Additionally, Veeva was able to make $7 million in total funding last through the downturn to its eventual IPO in 2013. The epitome of vertical software, Veeva’s tailored features and highly targeted marketing efforts within life sciences led to improved SaaS metrics, such as lower CAC and best-in-class retention, and a $20B+ valuation today.

No one investment strategy fits all situations

VCs will need to focus on portfolio companies, maintain reserves and increase rigor around diligence and post-investment execution. Beyond that, however, the above data would suggest VCs should continue to invest in companies in the following three types of investment situations:

  1. Early-stage works. These are companies with scrappy teams that can keep their burn rate low while focusing on product and UI/UX. Examples include Slack (seed in 2009), Twilio (seed and Series A in 2009) and Zscaler (Series A in 2008).
  2. Later-stage works. These are companies that are attractively repriced category winners, which excel at alleviating massive pain points. Examples include Coupa (Series C in 2009), Box (Series B-1 in 2009) and Carbon Black (Series C-1 in 2010).
  3. Be price-sensitive albeit flexible. Some companies have the leverage to abstain from valuation haircuts, even in economic downturns. Investors who remain dogmatically rigid in pricing may miss these opportunities. Examples include Tableau (acquired by Salesforce for $15.7 billion), LinkedIn (acquired by Microsoft for $26.2 billion) and ServiceNow (current market cap of $50 billion-plus).

Doing our part as a VC community

As we enter this period of uncertainty, many VCs will be focused on their portfolio companies, modifying plans via reductions in the topline, headcount and burn rates. Difficult decisions will be carried out as a result, and we empathize with those individuals negatively impacted by this pandemic. The inevitable constant, however, is startups will continue to need additional funding.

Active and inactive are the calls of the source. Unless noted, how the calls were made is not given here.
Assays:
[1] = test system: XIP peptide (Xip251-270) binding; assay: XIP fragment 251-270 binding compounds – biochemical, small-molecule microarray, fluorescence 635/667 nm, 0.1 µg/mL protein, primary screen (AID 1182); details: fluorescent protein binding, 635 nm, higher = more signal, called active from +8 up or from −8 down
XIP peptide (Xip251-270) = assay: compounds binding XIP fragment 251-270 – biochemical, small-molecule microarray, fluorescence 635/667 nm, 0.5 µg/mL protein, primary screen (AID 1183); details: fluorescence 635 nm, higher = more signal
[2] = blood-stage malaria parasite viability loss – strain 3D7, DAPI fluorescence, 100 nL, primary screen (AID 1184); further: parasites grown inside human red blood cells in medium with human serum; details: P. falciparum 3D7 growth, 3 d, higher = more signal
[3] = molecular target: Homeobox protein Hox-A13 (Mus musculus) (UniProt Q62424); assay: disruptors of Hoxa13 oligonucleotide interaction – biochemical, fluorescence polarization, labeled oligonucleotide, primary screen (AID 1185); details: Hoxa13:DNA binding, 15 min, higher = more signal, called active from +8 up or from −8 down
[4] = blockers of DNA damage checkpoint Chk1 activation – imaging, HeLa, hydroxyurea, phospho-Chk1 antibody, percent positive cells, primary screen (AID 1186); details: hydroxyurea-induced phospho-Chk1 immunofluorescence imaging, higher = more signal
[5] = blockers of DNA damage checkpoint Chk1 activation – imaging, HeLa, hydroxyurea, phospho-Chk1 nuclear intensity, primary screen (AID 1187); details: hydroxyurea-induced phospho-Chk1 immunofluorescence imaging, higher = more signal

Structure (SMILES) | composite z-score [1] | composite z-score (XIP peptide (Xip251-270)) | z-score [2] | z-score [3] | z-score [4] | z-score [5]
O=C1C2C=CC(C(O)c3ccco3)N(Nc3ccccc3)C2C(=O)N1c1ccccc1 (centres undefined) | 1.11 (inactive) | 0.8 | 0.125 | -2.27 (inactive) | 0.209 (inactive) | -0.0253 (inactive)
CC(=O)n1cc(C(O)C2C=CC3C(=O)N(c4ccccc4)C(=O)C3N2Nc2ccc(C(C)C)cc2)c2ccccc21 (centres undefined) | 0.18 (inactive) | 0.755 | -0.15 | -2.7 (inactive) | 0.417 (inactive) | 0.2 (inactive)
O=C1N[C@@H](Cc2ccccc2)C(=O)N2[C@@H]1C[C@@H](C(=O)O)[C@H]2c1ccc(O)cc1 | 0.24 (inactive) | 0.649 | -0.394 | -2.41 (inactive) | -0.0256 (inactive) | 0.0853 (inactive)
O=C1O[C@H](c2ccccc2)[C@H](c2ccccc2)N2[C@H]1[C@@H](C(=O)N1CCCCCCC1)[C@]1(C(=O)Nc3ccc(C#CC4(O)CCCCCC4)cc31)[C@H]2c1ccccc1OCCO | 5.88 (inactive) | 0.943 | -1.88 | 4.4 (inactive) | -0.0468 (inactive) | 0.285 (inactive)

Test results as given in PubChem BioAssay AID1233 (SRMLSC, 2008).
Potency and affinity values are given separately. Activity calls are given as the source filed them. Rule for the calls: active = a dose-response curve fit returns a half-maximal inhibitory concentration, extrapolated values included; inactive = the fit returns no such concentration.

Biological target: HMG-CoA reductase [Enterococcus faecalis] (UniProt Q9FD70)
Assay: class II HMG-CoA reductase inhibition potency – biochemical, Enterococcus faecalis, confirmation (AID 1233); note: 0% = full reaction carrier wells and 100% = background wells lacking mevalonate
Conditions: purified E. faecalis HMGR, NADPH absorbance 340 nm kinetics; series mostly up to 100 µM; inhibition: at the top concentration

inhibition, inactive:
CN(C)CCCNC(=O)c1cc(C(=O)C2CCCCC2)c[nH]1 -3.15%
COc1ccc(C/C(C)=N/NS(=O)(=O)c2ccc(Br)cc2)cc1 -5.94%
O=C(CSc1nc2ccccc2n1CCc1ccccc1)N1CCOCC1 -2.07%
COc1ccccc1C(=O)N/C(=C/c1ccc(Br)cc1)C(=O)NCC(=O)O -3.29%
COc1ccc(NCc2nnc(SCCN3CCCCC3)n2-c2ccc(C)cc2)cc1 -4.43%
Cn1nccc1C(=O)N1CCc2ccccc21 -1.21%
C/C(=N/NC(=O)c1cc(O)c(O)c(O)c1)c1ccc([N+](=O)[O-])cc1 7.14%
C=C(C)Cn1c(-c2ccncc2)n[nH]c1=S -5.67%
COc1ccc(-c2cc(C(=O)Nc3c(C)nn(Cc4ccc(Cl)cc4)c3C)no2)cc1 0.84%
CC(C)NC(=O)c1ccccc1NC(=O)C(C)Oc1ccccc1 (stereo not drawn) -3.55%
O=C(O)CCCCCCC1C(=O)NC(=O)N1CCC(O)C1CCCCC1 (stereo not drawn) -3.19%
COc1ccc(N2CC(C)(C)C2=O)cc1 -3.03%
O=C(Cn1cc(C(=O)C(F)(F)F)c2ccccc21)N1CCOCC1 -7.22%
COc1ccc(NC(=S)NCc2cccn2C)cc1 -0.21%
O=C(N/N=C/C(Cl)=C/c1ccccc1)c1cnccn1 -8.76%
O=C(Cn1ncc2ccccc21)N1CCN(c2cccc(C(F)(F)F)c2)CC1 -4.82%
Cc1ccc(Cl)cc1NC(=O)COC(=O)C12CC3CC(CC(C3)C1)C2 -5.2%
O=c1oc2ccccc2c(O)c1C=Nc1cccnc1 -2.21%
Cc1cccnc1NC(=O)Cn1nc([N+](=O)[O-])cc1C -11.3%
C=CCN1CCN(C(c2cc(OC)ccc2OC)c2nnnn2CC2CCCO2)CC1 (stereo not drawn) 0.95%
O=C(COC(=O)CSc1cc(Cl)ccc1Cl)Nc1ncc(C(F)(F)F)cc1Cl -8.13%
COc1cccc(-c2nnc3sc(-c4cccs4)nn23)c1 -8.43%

Rather than shut our doors, the VC community should embrace this uncertainty by investing in and helping grow the next generation of category creators and disruptors. Investors must stay amenable, adjust on the fly and look to deploy. In getting this next set of great ideas funded during this downturn, we’ll have helped create the foundation for a new set of leaders to thrive and tackle pain points in a variety of categories we so direly need to be solved in the future.

We will inevitably be on the cusp of another bull cycle in due time. Let us seize the opportunity to help drive that cycle forward, help guide life back to normalcy, and support the courageous innovators and entrepreneurs enabling a better tomorrow for us all.

Data was pulled from Pitchbook and Crunchbase.

Note: An increase in pre-money is not always indicative of an increase in share price. Thus, pre-money can increase while a subsequent round is still considered a flat or down round.

Illustration courtesy of Thomvest.